Ryan Chartrand

In society, opera is viewed as a high-class activity, complete with orchestras, highly-trained singers, actors and elaborate sets. This Friday at 7:30 p.m. and Sunday at 2 p.m., students have the chance to go see the famous opera “Hansel and Gretel” for only $10, put on by the Pacific Repertory Opera at the Performing Arts Center.

To go along with the performance, there will be a gingerbread house contest. The houses must be turned into the PAC Lobby between 1 p.m. and 5 p.m. on Wednesday. It is open to anyone and free to enter.

“The reason we did a gingerbread contest was because Hansel and Gretel go to one in the forest,” said Carolyn Mason, 41, marketing associate for Pacific Repertory Opera.

The contest is not just for fun, though. There will be a silent auction during the two performances and all the proceeds will go to the San Luis Obispo County Child Abuse Prevention Council and the Pacific Repertory Opera’s youth education programs.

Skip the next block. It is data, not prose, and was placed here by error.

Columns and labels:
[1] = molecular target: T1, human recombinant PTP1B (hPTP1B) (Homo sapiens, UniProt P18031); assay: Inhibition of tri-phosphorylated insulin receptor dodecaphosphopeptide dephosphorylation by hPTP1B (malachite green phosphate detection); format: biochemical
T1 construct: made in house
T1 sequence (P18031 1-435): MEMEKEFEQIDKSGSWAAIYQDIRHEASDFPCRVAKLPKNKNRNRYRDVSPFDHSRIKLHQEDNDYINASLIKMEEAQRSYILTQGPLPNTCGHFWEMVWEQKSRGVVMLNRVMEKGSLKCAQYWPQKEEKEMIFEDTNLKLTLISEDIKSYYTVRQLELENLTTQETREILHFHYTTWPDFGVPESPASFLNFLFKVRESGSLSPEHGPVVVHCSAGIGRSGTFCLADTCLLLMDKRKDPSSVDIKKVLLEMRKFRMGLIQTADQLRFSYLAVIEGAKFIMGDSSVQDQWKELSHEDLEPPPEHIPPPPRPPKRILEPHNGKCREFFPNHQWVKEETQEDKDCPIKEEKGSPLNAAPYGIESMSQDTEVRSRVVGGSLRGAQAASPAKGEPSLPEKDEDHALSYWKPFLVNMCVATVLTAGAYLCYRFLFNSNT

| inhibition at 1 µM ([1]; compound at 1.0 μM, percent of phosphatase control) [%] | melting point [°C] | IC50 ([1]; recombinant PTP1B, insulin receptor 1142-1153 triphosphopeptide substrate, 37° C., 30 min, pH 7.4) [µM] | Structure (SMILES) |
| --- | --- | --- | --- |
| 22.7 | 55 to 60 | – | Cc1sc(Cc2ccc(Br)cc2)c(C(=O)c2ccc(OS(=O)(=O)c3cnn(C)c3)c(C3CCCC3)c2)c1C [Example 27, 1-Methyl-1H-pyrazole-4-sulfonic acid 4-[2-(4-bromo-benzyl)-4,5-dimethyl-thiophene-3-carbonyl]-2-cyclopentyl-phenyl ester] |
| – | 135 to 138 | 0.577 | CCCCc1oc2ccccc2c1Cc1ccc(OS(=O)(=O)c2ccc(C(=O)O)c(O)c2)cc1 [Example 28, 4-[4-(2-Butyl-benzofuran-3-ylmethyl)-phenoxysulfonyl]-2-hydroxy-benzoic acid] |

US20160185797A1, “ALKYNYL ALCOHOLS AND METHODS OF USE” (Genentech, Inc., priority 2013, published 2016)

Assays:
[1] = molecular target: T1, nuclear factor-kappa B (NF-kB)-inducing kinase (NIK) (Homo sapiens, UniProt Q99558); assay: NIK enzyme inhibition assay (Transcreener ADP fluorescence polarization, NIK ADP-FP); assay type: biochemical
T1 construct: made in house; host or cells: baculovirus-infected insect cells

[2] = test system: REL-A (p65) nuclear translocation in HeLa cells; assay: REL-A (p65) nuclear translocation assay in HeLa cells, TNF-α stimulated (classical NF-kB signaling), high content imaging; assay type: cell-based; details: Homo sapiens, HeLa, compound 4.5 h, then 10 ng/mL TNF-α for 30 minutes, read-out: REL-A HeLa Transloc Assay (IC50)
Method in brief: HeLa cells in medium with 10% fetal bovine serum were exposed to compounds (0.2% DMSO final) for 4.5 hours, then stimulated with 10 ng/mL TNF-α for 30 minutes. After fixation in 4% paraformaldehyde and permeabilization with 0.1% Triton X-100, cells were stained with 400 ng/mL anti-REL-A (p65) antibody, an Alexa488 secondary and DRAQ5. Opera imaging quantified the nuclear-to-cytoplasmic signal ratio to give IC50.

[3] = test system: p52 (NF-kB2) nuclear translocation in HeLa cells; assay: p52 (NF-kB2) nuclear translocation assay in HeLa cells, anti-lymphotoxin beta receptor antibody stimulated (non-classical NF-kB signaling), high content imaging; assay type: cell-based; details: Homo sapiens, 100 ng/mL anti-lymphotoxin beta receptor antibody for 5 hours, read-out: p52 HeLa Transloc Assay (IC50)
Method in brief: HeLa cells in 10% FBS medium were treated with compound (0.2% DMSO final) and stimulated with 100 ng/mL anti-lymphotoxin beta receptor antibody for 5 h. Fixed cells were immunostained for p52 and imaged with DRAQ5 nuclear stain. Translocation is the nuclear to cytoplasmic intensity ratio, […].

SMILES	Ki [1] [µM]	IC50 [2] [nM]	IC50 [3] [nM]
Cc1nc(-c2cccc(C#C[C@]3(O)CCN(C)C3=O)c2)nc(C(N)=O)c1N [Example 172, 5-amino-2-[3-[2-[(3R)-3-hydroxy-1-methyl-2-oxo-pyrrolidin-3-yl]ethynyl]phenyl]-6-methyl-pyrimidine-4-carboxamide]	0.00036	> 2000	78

“There will be prizes for each category of gingerbread house: child, adult and professional,” Mason said.

Hansel and Gretel is a classic tale of two children who go into the forest and meet an evil witch. In the original play by Engelbert Humperdinck, the father marries a woman who sends the children away because they have no money.

“The original underlying story is kind of creepy,” Mason said. “This opera is much different.”

Even though opera has always had a high reputation, it “doesn’t need to be stuffy,” Mason said. “Opera is the world’s first original multimedia art form.”

The Central Coast Children’s Choir is also coming to perform as the gingerbread children, Mason said.

The company is a small one that brings in talent from all over.

“The actors for this show are coming from Los Angeles and San Francisco specifically,” said Mikele Hushing-Kline, administrative director for the Pacific Repertory Opera.

The company also put on concerts and a ball once a year.

“It is a little pricey, but it’s very fun, Hushing-Kline said.

The Pacific Repertory Opera is also giving away a $500 vocal arts scholarship this year for both high school and college students.

For all companies in America, 50 percent of the money for their shows comes from donors, Hushing-Kline said. “The donors are our lifeblood.”

Why go to the opera? “There is no microphone in opera,” Hushing-Kline said. “What you hear is what you get.”

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